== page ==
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'So many damn guns out there'

The national gun control debate focuses on banning assault weapons and keeping guns away from the mentally ill. But local reality is different. Gang activity and easy access to common handguns are the roots of the recent rash of gun deaths in Fort Wayne.

"You're not going to find any assault weapons in the group," Police Chief Rusty York said. "A lot of them are 9 mm semiautomatics. That seems to be the gun of choice these days. That's the problem. There's just so many damn guns out there."

In the first four months of 2013, 16 people died from gunshots in Allen County. All were killed in Fort Wayne, with the exception of Robert W. Kanyuh, who was shot March 30 in a home invasion in southwest Allen County.

The vast majority of the recent gun homicides were gang related, with a few exceptions. Jacqueline Bouvier Hardy, a victim of domestic violence, was killed on the street March 20 by Kenneth Knight. Knight was killed later that day by police after he held a 3-year-old boy hostage. Stephen O'Neal Wattley II was killed Feb. 20 and an unidentified man was killed Saturday in police action shootings. David A. Thornsley died March 11 from a gunshot he received in 1980. Police do not know the motive in the case of Ryan Dwayne Turner, the first shooting victim of the year. They are also uncertain in the case of Montez Antonio Brooks.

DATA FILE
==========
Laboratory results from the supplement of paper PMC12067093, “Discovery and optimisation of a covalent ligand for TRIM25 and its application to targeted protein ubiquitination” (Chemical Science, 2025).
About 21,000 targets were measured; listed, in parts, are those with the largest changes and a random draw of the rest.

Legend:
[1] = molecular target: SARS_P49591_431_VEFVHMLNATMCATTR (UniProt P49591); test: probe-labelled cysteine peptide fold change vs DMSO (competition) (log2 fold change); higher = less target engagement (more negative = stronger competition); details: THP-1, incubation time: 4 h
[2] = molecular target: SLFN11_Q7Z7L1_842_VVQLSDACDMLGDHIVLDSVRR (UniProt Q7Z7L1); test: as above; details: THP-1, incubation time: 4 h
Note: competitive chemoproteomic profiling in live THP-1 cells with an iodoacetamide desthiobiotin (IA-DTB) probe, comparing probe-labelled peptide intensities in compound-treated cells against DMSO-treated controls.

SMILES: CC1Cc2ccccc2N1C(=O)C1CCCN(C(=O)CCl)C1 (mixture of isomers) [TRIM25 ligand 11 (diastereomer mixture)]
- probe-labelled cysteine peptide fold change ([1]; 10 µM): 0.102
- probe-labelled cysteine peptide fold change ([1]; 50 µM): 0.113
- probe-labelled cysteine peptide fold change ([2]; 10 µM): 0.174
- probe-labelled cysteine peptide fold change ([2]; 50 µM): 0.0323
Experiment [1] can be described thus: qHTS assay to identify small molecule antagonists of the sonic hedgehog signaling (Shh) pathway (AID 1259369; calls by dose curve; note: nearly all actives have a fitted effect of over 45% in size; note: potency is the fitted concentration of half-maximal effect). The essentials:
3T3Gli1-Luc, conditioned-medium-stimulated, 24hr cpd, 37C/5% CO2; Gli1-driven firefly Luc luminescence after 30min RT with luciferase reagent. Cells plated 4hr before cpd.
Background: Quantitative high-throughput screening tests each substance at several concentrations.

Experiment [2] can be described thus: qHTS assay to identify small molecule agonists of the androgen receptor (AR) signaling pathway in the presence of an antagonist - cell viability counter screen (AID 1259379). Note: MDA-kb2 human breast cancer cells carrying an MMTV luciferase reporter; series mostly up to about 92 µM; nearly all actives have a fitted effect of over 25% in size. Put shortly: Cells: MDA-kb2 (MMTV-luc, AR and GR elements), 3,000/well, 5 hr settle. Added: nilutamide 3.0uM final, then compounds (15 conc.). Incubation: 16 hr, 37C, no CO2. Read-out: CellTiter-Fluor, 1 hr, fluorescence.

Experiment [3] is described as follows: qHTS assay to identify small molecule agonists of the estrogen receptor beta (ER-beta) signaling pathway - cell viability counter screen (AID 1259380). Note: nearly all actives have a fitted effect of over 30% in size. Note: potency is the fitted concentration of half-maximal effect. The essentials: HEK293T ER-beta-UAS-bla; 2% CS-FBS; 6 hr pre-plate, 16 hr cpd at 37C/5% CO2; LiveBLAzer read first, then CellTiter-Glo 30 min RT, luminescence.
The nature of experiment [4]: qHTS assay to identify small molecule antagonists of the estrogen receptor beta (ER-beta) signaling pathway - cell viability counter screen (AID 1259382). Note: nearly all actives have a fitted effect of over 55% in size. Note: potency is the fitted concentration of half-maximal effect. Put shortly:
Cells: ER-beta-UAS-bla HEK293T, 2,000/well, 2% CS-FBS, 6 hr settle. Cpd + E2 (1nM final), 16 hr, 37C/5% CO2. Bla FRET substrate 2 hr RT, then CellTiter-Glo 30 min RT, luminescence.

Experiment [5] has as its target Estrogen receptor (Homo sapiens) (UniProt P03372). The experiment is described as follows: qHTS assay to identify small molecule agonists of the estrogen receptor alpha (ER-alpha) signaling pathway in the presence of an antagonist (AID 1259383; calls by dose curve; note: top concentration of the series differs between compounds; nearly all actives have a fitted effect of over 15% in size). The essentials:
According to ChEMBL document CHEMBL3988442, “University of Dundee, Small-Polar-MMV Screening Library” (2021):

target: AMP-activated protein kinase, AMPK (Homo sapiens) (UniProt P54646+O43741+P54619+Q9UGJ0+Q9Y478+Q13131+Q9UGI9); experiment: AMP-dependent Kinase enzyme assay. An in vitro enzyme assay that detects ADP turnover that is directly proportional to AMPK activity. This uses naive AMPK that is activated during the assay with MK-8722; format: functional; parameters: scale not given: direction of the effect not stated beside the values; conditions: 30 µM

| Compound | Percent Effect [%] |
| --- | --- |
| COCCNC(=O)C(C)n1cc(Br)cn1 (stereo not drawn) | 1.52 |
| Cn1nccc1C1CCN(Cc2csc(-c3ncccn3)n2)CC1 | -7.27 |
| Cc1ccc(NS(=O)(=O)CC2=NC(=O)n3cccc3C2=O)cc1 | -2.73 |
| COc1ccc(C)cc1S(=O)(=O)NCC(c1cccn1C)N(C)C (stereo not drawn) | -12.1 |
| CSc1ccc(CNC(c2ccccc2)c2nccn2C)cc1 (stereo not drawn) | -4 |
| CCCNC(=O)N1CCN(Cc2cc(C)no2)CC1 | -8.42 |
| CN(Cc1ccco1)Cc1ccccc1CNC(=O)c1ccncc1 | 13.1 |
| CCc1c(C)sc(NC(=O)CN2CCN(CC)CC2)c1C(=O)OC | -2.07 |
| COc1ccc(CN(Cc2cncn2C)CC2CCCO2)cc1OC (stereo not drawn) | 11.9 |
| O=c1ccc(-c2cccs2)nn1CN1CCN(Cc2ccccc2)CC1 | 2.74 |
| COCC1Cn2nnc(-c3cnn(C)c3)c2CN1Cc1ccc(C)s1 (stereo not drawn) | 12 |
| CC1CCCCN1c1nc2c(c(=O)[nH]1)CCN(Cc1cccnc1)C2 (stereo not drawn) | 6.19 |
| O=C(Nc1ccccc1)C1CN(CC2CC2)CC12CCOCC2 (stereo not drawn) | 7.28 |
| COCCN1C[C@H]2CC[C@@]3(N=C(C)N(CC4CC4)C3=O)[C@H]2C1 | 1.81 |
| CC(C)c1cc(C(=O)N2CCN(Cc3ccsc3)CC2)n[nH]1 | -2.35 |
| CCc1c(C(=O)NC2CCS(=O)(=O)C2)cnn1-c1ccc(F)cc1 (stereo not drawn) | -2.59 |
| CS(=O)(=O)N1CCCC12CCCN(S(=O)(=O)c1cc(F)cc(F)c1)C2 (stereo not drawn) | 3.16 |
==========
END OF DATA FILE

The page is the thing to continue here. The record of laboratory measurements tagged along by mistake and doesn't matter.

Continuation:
"The common denominator is drugs, gangs and guns," York said.

York is proud, rightly, of the department's Crisis Intervention Team, which includes specially trained officers who help people with mental illnesses, as well as the department's protocols for dealing with domestic violence situations. He thinks those efforts have affected the dynamic of local homicides.

"Now we're focused on these gangs or cliques," he said. "We're dealing with these young African-American – primarily – kids. It's very tough on the families; it's tough on the community and sometimes very innocent victims as well."

The Fort Wayne Police Department put together a task force, with the involvement of the ATF (Bureau of Alcohol, Tobacco, Firearms and Explosives) and the FBI, to address gang activity. York describes the strategy as surgical attacks rather than broad sweeps.

"We've really had some good information come our way because people are just really weary of the violence," York said. "We are not talking about a large number of young people involved in this lifestyle. It's a relatively small group that is very violent, very irresponsible and, obviously, armed. We are not talking about a lot of people, but they are doing a lot of harm."

The Fort Wayne Urban League's response to the gun violence was to sponsor a series of community meetings to gather ideas from residents and develop a plan for addressing the issue.

"People are starting to realize that just not doing anything is dangerous," York said. "That's what allowed those people involved in the Hugh Street (see map, No. 12) shooting to go down there in broad daylight. It's the intimidation factor. These are just thugs using the intimidation factor, and people can't live like that."

Stacey Stumpf is an editorial writer for The Journal Gazette.

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